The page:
The “Welcome to Minnesota handshake” was followed by a sportswriter’s version of a quick slant off a three-step drop.
“Drew Brees or Aaron Rodgers?”
“Which one is tougher to play against?” asked Vikings cornerback Captain Munnerlyn.
“Whoo, man,” Munnerlyn said. “I have to go with … both.”
Sorry. Corners have to make the pick.
“OK,” said Munnerlyn. “Since I played Drew Brees a lot in the NFC South, I’ll have to go with Drew Brees.”
OK. “Matt Ryan or Jay Cutler?”
“Jay Cutler is a gunslinger, a Brett Favre type, and he can run a little,” Munnerlyn said. “I’ll go with Jay Cutler.”
We’re almost done. “Ryan or Matthew Stafford?”
“I’ll have to go with Matt Ryan,” Munnerlyn said. “He’s got more experience. Matthew Stafford is still learning, but he does have Megatron [Calvin Johnson].”
Six games a year against the Saints, Falcons and even the Buccaneers before Josh Freeman’s once-promising career imploded qualifies Munnerlyn as battle-tested heading into his first season in the NFC North.
But the sixth-year pro also knows what’s coming his way as the new face in a new division. Especially when that face stands 5-9 in the land of Megatron, Brandon Marshall, Alshon Jeffrey and other giant receivers.
“I think I’ll be tested often and early,” Munnerlyn said. “Until I make plays.”
In 20 games against Brees and Ryan, Munnerlyn’s teams were 9-11. Brees and Ryan completed a combined 66.4 percent of their passes with 36 touchdowns, 18 interceptions and an average of 285.1 yards per game. Munnerlyn’s only interception against the NFC South was a pick-six against Freeman in 2012.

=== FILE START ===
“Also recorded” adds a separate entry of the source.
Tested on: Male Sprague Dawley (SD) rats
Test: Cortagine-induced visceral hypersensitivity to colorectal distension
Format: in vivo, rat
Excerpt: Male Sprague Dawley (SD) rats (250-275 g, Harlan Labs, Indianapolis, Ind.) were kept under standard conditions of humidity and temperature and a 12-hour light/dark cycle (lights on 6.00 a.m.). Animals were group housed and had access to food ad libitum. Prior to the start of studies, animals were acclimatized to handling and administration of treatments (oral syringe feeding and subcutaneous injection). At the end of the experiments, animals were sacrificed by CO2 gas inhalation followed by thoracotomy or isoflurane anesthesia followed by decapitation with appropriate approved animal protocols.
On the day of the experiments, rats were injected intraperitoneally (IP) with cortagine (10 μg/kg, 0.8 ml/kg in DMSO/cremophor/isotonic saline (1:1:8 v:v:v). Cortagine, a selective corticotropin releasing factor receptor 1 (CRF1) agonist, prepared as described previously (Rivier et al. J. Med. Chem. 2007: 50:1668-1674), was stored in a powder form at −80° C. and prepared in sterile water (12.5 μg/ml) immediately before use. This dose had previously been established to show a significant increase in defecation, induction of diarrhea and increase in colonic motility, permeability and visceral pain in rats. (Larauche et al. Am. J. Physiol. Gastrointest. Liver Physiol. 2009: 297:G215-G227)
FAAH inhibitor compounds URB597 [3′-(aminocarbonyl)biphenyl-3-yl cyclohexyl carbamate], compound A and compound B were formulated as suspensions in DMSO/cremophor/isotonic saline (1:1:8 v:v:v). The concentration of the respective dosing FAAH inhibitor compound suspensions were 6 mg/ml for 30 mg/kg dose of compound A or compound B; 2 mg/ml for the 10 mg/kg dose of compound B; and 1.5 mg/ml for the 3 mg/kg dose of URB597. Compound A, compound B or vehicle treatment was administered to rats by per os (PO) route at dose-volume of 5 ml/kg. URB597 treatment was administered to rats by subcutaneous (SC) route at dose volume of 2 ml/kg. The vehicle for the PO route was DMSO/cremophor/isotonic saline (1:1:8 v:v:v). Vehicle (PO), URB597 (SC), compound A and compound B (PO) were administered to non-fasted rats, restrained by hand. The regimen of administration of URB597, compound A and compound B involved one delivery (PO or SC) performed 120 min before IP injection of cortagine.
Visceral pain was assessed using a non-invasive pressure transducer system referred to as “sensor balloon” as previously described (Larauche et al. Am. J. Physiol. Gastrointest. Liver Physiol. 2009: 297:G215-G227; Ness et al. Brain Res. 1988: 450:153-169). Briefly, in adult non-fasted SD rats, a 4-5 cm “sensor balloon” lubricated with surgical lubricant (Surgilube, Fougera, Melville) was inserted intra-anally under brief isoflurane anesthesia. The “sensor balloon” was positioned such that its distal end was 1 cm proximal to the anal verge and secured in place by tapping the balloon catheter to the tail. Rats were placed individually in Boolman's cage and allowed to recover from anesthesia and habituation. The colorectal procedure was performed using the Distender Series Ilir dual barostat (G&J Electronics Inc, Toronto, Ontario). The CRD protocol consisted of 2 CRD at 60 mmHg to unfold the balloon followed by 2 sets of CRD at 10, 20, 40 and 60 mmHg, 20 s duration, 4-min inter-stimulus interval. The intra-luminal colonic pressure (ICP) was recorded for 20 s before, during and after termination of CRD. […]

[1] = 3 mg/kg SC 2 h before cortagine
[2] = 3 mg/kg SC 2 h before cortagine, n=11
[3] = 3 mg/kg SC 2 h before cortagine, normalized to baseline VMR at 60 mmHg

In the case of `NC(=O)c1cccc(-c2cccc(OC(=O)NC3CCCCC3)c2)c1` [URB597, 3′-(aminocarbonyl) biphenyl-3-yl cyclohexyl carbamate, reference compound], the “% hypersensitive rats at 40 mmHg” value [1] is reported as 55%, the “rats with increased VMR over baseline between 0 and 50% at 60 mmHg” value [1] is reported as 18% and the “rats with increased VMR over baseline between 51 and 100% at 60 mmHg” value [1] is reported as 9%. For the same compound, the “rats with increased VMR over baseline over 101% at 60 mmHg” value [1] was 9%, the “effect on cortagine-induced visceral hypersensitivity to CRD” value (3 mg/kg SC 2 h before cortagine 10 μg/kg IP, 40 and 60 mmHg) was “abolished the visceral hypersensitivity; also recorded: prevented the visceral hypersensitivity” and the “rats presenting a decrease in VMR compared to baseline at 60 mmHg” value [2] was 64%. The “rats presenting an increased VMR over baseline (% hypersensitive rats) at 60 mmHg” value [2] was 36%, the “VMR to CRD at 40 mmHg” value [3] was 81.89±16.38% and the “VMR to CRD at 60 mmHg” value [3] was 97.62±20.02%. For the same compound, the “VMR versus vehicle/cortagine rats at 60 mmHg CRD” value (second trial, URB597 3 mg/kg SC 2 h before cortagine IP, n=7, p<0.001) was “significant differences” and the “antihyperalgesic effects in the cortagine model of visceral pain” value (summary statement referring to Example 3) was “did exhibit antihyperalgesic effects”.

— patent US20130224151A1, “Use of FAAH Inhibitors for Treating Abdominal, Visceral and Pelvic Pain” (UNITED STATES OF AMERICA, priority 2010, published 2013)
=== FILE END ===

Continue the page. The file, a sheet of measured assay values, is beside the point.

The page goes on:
In four games against Rodgers (one), Cutler (two) and Stafford (one), Munnerlyn’s teams were 0-4. Rodgers (19-for-30, 308 yards, two touchdowns, no interceptions), Cutler and Stafford completed 67.6 percent of their passes with 10 touchdowns, four interceptions and an average of 233 yards. None of Munnerlyn’s seven career picks came against the NFC North.
Judging Munnerlyn against any one receiver’s stats is difficult, because he doesn’t shadow any one receiver. He also has spent the past two seasons as a starter who moves inside over the slot in passing situations.
That special skill ranked highly when Vikings General Manager Rick Spielman was shopping for a free-agent cornerback to replace Chris Cook this offseason. Last spring, Spielman released Antoine Winfield in a salary-cap move that freed room to re-sign right tackle Phil Loadholt.
Spielman wasn’t the first GM of the salary-cap era to release a high-priced player on the doorstep of his 36th birthday. Also, keep in mind that 31 other teams played last season without Winfield.
We’ll never know how Winfield would have performed at 36. But we do know that Josh Robinson, Winfield’s presumed heir apparent as starter who can slide inside over the slot, failed when his timetable was accelerated by a full year. That’s why Winfield’s former jobs now belong to the 26-year-old Munnerlyn.
“The scary thing is it seems like I’m a natural over the slot,” Munnerlyn said. “I’ve only been playing it for two years, but I feel I’m one of the best to ever do it.”
The Captain also is smart enough to leave some future wiggle room in the “Drew Brees or Aaron Rodgers” debate. Not a bad idea, considering Rodgers’ career regular-season stats against the Vikings include a 71.7 completion percentage, 26 touchdowns, four interceptions and a 117.9 passer rating that is the highest by one quarterback against a single opponent since the 1970 AFL-NFL merger.
“Man, that back-shoulder fade of Rodgers’ is really a beast,” he said. “If you play your man high, Rodgers throws that back-shoulder fade. If you play low, he leads his guy perfectly downfield. You turn your back on him and he runs for a first down.
“We play Drew and Aaron this year, but now that I’m playing Rodgers twice a year, I’m sure my answer might change.”